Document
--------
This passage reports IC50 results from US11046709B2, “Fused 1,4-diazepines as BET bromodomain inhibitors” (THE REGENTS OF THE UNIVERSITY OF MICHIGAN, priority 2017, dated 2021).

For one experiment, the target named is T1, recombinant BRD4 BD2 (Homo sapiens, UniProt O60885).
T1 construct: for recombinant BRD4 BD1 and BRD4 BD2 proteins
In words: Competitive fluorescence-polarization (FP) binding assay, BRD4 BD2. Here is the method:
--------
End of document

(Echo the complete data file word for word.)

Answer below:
This passage reports IC50 results from US11046709B2, “Fused 1,4-diazepines as BET bromodomain inhibitors” (THE REGENTS OF THE UNIVERSITY OF MICHIGAN, priority 2017, dated 2021).

For one experiment, the target named is T1, recombinant BRD4 BD2 (Homo sapiens, UniProt O60885).
T1 construct: for recombinant BRD4 BD1 and BRD4 BD2 proteins
In words: Competitive fluorescence-polarization (FP) binding assay, BRD4 BD2. Here is the method: